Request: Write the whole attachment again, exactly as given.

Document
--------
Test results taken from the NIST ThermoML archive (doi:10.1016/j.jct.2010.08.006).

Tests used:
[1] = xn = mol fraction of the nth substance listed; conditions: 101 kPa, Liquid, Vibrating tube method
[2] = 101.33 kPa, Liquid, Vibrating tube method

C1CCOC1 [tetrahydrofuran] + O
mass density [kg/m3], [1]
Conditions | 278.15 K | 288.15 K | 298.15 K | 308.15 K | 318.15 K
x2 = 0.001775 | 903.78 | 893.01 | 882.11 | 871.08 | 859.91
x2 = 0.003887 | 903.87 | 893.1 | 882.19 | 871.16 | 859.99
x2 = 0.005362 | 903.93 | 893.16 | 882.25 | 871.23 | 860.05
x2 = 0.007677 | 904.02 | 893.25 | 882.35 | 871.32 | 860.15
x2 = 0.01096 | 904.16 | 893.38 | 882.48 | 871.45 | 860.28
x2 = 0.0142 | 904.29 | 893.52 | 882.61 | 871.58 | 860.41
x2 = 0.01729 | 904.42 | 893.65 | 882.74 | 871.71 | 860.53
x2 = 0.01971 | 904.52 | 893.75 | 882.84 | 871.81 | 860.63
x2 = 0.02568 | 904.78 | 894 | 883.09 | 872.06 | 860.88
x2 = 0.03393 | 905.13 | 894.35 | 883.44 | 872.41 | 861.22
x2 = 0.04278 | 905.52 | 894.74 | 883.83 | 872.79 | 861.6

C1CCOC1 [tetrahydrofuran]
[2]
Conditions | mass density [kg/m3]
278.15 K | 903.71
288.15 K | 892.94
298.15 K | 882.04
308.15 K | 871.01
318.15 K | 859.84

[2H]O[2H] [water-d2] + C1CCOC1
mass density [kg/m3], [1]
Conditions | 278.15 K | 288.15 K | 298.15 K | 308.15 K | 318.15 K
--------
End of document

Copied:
Test results taken from the NIST ThermoML archive (doi:10.1016/j.jct.2010.08.006).

Tests used:
[1] = xn = mol fraction of the nth substance listed; conditions: 101 kPa, Liquid, Vibrating tube method
[2] = 101.33 kPa, Liquid, Vibrating tube method

C1CCOC1 [tetrahydrofuran] + O
mass density [kg/m3], [1]
Conditions | 278.15 K | 288.15 K | 298.15 K | 308.15 K | 318.15 K
x2 = 0.001775 | 903.78 | 893.01 | 882.11 | 871.08 | 859.91
x2 = 0.003887 | 903.87 | 893.1 | 882.19 | 871.16 | 859.99
x2 = 0.005362 | 903.93 | 893.16 | 882.25 | 871.23 | 860.05
x2 = 0.007677 | 904.02 | 893.25 | 882.35 | 871.32 | 860.15
x2 = 0.01096 | 904.16 | 893.38 | 882.48 | 871.45 | 860.28
x2 = 0.0142 | 904.29 | 893.52 | 882.61 | 871.58 | 860.41
x2 = 0.01729 | 904.42 | 893.65 | 882.74 | 871.71 | 860.53
x2 = 0.01971 | 904.52 | 893.75 | 882.84 | 871.81 | 860.63
x2 = 0.02568 | 904.78 | 894 | 883.09 | 872.06 | 860.88
x2 = 0.03393 | 905.13 | 894.35 | 883.44 | 872.41 | 861.22
x2 = 0.04278 | 905.52 | 894.74 | 883.83 | 872.79 | 861.6

C1CCOC1 [tetrahydrofuran]
[2]
Conditions | mass density [kg/m3]
278.15 K | 903.71
288.15 K | 892.94
298.15 K | 882.04
308.15 K | 871.01
318.15 K | 859.84

[2H]O[2H] [water-d2] + C1CCOC1
mass density [kg/m3], [1]
Conditions | 278.15 K | 288.15 K | 298.15 K | 308.15 K | 318.15 K